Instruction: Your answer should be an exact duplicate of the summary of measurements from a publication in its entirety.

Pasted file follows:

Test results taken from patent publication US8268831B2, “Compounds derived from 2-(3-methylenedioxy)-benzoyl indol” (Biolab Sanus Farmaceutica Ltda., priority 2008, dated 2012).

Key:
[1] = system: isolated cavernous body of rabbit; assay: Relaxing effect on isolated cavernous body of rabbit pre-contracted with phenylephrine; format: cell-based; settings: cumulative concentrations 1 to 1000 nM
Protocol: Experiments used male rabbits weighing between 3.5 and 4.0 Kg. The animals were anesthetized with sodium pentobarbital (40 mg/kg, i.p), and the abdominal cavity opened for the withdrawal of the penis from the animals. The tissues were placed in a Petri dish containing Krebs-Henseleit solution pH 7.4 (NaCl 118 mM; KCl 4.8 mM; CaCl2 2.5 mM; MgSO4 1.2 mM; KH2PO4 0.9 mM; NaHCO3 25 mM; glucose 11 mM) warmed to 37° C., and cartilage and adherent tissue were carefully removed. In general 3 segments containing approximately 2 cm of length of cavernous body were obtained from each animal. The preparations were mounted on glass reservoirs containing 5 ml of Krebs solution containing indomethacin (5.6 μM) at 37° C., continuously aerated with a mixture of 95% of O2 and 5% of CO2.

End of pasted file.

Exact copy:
Test results taken from patent publication US8268831B2, “Compounds derived from 2-(3-methylenedioxy)-benzoyl indol” (Biolab Sanus Farmaceutica Ltda., priority 2008, dated 2012).

Key:
[1] = system: isolated cavernous body of rabbit; assay: Relaxing effect on isolated cavernous body of rabbit pre-contracted with phenylephrine; format: cell-based; settings: cumulative concentrations 1 to 1000 nM
Protocol: Experiments used male rabbits weighing between 3.5 and 4.0 Kg. The animals were anesthetized with sodium pentobarbital (40 mg/kg, i.p), and the abdominal cavity opened for the withdrawal of the penis from the animals. The tissues were placed in a Petri dish containing Krebs-Henseleit solution pH 7.4 (NaCl 118 mM; KCl 4.8 mM; CaCl2 2.5 mM; MgSO4 1.2 mM; KH2PO4 0.9 mM; NaHCO3 25 mM; glucose 11 mM) warmed to 37° C., and cartilage and adherent tissue were carefully removed. In general 3 segments containing approximately 2 cm of length of cavernous body were obtained from each animal. The preparations were mounted on glass reservoirs containing 5 ml of Krebs solution containing indomethacin (5.6 μM) at 37° C., continuously aerated with a mixture of 95% of O2 and 5% of CO2.